• 23. . Ahmad S, Nagle A, McCarthy RJ, Fitzgerald PC, Sullivan JT, Prystowsky .JPostoperative hypoxemia in morbidly obese patients with and without obstructive sleep apnea undergoing laparoscopic bariatric surgery. Anesth Analg. 2008 Jul;107(1):138-43. • • . Source • Department of Anesthesiology, Northwestern University Feinberg School of Medicine, 251 E. Huron St., F5-704 Chicago, IL 0 60611, USA. sah704@northwestern.edu Abstract INTRODUCTION: The increased incidence of morbid obesity has resulted in an increase of bariatric surgical procedures. Obstructive sleep apnea (OSA) is a commonly encountered comorbidity in morbidly obese patients. Sedatives, analgesics, and anesthetics alter airway tone, and airway obstruction and death have been reported in patients with OSA after minimal doses of sedatives and anesthetics, yet there is a lack of consensus regarding the care of these patients. In this study, we sought to determine whether obese patients with polysomnography-confirmed diagnosis of OSA were at significantly greater risk for postoperative hypoxemic episodes in the first 24 h after laparoscopic bariatric surgery than morbidly obese patients without a diagnosis of OSA. METHODS: Adult subjects (Body Mass Index, 35-75 kg/m(2)) scheduled to undergo laparoscopic bariatric surgery were studied. A finger pulse oximetry probe was placed preoperatively and oxygen saturation (Spo(2)) was recorded continuously. All subjects underwent preoperative polysomnography testing within 4 wk of surgery. Anesthetic management was standardized, using propofol for induction and desflurane and remifentanil for maintenance of anesthesia. Patient-controlled analgesia programmed to deliver morphine, 1 mg. every 10 minutes, was used for pain management postoperatively. Hypoxemic episodes were scored as Spo(2) >4% below the polysomnography study baseline and lasting for more than 10 s. RESULTS: • • • • • •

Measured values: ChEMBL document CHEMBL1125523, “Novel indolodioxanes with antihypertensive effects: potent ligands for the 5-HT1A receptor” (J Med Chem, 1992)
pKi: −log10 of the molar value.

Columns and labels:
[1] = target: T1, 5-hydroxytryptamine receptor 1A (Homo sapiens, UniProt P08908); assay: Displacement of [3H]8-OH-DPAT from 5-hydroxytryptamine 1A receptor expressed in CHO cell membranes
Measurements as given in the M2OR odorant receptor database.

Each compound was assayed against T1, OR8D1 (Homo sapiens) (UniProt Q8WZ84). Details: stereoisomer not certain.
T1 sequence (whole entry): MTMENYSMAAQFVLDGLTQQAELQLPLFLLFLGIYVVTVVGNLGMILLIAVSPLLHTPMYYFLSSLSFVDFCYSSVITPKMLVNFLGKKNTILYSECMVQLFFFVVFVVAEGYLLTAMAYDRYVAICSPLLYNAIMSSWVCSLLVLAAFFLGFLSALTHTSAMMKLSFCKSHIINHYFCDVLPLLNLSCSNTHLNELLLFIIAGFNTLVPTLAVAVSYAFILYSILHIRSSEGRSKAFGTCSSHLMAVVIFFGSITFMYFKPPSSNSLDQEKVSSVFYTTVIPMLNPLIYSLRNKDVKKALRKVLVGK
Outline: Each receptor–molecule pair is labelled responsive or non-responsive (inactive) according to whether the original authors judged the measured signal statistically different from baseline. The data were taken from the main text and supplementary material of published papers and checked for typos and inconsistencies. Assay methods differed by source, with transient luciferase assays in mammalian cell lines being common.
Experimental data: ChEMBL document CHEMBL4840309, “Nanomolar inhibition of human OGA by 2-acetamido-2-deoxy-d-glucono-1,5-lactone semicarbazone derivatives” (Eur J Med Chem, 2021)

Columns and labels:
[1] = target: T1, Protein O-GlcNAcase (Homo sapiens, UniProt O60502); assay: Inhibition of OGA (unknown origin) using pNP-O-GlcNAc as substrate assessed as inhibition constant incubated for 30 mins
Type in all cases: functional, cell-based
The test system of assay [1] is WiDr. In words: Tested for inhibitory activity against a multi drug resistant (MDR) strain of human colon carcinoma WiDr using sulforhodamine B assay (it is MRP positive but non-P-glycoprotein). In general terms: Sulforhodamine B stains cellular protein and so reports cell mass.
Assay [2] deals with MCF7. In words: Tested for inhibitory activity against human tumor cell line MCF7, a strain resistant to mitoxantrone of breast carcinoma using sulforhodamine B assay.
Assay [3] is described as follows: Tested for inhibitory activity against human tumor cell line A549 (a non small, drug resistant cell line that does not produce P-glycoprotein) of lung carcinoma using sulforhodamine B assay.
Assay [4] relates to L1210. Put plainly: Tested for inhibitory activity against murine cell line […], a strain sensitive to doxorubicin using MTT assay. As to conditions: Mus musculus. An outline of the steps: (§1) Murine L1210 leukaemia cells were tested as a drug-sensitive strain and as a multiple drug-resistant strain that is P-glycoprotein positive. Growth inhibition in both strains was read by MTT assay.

• 24. Ahmad S, Nagle A, McCarthy RJ, Fitzgerald PC, Sullivan JT, Prystowsky .JPostoperative hypoxemia in morbidly obese patients with and without obstructive sleep apnea undergoing laparoscopic bariatric surgery. Anesth Analg. 2008 Jul;107(1):138-43. • no significant differences in the hourly frequency (ODI) or the total number of desaturation episodes • during the first 24 h after laparoscopic bariatric surgery between obese subjects with OSA and obese subjects without OSA. • Median Spo2 with and without supplemental oxygen therapy and the duration that the Spo2 was below 90% also did not differ between groups. Taken together, these findings suggest that OSA per se does not seem to be an independent risk of the occurrence of episodic hypoxemia in this subset of patients. • Despite supplemental administration of oxygen, morbidly obese subjects with or without OSA experienced frequent desaturation episodes. These data suggest th at perioperative management strategies for patients undergoing laparoscopic bariatric surgery should include measures to detect and prevent postoperative hypoxemia but that there may not need to be additional modifications for subjects with OSA.